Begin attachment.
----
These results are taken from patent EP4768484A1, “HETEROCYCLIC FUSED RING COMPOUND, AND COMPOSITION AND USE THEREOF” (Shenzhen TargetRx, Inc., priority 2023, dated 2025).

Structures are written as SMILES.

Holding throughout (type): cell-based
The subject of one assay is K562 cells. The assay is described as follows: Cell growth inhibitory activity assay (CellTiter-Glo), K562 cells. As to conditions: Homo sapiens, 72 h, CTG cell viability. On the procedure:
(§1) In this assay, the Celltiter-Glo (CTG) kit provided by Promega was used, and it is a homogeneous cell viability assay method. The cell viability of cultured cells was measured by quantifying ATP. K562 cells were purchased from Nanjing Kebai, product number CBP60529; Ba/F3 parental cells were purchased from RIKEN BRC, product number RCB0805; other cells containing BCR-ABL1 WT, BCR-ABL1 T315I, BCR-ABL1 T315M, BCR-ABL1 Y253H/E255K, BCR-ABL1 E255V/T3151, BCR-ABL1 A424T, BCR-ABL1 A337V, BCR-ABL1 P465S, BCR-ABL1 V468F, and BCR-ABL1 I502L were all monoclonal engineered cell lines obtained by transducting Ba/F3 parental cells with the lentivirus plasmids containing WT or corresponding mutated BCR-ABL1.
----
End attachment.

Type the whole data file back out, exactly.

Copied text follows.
These results are taken from patent EP4768484A1, “HETEROCYCLIC FUSED RING COMPOUND, AND COMPOSITION AND USE THEREOF” (Shenzhen TargetRx, Inc., priority 2023, dated 2025).

Structures are written as SMILES.

Holding throughout (type): cell-based
The subject of one assay is K562 cells. The assay is described as follows: Cell growth inhibitory activity assay (CellTiter-Glo), K562 cells. As to conditions: Homo sapiens, 72 h, CTG cell viability. On the procedure:
(§1) In this assay, the Celltiter-Glo (CTG) kit provided by Promega was used, and it is a homogeneous cell viability assay method. The cell viability of cultured cells was measured by quantifying ATP. K562 cells were purchased from Nanjing Kebai, product number CBP60529; Ba/F3 parental cells were purchased from RIKEN BRC, product number RCB0805; other cells containing BCR-ABL1 WT, BCR-ABL1 T315I, BCR-ABL1 T315M, BCR-ABL1 Y253H/E255K, BCR-ABL1 E255V/T3151, BCR-ABL1 A424T, BCR-ABL1 A337V, BCR-ABL1 P465S, BCR-ABL1 V468F, and BCR-ABL1 I502L were all monoclonal engineered cell lines obtained by transducting Ba/F3 parental cells with the lentivirus plasmids containing WT or corresponding mutated BCR-ABL1.